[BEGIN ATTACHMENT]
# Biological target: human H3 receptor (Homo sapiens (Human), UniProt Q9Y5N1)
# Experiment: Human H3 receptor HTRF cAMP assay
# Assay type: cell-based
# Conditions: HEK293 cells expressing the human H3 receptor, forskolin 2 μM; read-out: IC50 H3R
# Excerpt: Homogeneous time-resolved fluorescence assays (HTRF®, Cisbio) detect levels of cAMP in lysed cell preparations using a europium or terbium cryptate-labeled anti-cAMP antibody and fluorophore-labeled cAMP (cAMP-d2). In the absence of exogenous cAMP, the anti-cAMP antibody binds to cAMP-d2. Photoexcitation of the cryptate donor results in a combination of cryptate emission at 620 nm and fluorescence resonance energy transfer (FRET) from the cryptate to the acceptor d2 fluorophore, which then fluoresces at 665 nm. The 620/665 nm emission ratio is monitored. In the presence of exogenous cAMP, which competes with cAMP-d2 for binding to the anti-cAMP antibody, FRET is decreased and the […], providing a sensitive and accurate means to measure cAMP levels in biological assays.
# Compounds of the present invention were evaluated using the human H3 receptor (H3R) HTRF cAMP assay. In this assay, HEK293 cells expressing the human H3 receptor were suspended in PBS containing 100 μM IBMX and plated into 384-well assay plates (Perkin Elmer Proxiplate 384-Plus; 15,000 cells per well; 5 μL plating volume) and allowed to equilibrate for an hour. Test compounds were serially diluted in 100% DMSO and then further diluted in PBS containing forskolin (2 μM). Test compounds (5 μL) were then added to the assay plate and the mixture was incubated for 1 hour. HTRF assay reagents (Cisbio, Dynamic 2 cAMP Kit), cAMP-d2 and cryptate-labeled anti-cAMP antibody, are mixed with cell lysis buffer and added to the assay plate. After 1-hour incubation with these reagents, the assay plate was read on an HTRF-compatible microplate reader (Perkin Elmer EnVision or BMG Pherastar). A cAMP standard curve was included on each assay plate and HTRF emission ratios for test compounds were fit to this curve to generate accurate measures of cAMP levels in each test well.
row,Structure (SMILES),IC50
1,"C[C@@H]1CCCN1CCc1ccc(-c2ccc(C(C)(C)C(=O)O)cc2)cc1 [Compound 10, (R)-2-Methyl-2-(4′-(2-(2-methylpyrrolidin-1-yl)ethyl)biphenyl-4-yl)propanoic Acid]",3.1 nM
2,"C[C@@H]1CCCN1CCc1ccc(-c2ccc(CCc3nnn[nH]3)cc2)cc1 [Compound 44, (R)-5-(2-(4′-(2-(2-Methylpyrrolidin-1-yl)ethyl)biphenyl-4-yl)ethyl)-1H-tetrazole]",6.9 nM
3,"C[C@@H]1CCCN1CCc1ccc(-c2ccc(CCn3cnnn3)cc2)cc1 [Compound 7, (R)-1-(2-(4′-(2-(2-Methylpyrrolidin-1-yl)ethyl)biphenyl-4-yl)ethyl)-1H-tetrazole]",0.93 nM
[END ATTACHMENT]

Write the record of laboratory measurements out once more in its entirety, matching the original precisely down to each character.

# Biological target: human H3 receptor (Homo sapiens (Human), UniProt Q9Y5N1)
# Experiment: Human H3 receptor HTRF cAMP assay
# Assay type: cell-based
# Conditions: HEK293 cells expressing the human H3 receptor, forskolin 2 μM; read-out: IC50 H3R
# Excerpt: Homogeneous time-resolved fluorescence assays (HTRF®, Cisbio) detect levels of cAMP in lysed cell preparations using a europium or terbium cryptate-labeled anti-cAMP antibody and fluorophore-labeled cAMP (cAMP-d2). In the absence of exogenous cAMP, the anti-cAMP antibody binds to cAMP-d2. Photoexcitation of the cryptate donor results in a combination of cryptate emission at 620 nm and fluorescence resonance energy transfer (FRET) from the cryptate to the acceptor d2 fluorophore, which then fluoresces at 665 nm. The 620/665 nm emission ratio is monitored. In the presence of exogenous cAMP, which competes with cAMP-d2 for binding to the anti-cAMP antibody, FRET is decreased and the […], providing a sensitive and accurate means to measure cAMP levels in biological assays.
# Compounds of the present invention were evaluated using the human H3 receptor (H3R) HTRF cAMP assay. In this assay, HEK293 cells expressing the human H3 receptor were suspended in PBS containing 100 μM IBMX and plated into 384-well assay plates (Perkin Elmer Proxiplate 384-Plus; 15,000 cells per well; 5 μL plating volume) and allowed to equilibrate for an hour. Test compounds were serially diluted in 100% DMSO and then further diluted in PBS containing forskolin (2 μM). Test compounds (5 μL) were then added to the assay plate and the mixture was incubated for 1 hour. HTRF assay reagents (Cisbio, Dynamic 2 cAMP Kit), cAMP-d2 and cryptate-labeled anti-cAMP antibody, are mixed with cell lysis buffer and added to the assay plate. After 1-hour incubation with these reagents, the assay plate was read on an HTRF-compatible microplate reader (Perkin Elmer EnVision or BMG Pherastar). A cAMP standard curve was included on each assay plate and HTRF emission ratios for test compounds were fit to this curve to generate accurate measures of cAMP levels in each test well.
row,Structure (SMILES),IC50
1,"C[C@@H]1CCCN1CCc1ccc(-c2ccc(C(C)(C)C(=O)O)cc2)cc1 [Compound 10, (R)-2-Methyl-2-(4′-(2-(2-methylpyrrolidin-1-yl)ethyl)biphenyl-4-yl)propanoic Acid]",3.1 nM
2,"C[C@@H]1CCCN1CCc1ccc(-c2ccc(CCc3nnn[nH]3)cc2)cc1 [Compound 44, (R)-5-(2-(4′-(2-(2-Methylpyrrolidin-1-yl)ethyl)biphenyl-4-yl)ethyl)-1H-tetrazole]",6.9 nM
3,"C[C@@H]1CCCN1CCc1ccc(-c2ccc(CCn3cnnn3)cc2)cc1 [Compound 7, (R)-1-(2-(4′-(2-(2-Methylpyrrolidin-1-yl)ethyl)biphenyl-4-yl)ethyl)-1H-tetrazole]",0.93 nM